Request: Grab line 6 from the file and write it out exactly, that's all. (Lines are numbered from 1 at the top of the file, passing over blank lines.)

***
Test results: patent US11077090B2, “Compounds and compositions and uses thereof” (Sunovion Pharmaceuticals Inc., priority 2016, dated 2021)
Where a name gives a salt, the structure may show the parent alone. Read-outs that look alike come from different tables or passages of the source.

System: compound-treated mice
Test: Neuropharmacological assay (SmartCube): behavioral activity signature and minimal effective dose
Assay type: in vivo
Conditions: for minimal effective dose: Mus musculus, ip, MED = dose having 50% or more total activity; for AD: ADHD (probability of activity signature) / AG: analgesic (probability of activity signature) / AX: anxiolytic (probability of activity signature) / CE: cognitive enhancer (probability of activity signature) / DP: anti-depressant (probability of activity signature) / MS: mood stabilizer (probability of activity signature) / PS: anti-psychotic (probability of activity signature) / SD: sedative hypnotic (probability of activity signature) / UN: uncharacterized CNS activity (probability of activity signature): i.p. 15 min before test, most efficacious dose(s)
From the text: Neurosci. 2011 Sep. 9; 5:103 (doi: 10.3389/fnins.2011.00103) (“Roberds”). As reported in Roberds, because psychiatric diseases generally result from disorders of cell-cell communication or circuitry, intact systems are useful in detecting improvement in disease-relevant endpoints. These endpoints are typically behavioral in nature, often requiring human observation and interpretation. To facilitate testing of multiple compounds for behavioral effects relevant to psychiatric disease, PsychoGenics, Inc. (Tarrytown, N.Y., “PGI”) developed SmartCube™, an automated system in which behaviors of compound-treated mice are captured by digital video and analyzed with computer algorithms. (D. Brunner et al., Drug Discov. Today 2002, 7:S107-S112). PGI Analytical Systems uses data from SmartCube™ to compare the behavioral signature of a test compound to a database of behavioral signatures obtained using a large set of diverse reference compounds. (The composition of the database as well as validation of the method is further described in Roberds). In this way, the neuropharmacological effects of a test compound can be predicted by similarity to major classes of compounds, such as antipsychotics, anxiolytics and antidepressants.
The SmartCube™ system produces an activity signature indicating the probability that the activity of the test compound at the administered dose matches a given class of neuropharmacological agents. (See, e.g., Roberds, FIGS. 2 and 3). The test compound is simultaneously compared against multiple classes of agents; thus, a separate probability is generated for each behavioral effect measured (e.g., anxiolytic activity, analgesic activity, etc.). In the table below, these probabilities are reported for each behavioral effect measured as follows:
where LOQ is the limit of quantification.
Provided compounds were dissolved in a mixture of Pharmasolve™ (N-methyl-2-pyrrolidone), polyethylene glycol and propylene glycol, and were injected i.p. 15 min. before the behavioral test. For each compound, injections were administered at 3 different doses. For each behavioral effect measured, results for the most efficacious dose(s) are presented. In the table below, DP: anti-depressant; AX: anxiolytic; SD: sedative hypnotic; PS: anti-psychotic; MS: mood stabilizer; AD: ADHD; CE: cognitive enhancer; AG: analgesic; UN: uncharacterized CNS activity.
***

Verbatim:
Conditions: for minimal effective dose: Mus musculus, ip, MED = dose having 50% or more total activity; for AD: ADHD (probability of activity signature) / AG: analgesic (probability of activity signature) / AX: anxiolytic (probability of activity signature) / CE: cognitive enhancer (probability of activity signature) / DP: anti-depressant (probability of activity signature) / MS: mood stabilizer (probability of activity signature) / PS: anti-psychotic (probability of activity signature) / SD: sedative hypnotic (probability of activity signature) / UN: uncharacterized CNS activity (probability of activity signature): i.p. 15 min before test, most efficacious dose(s)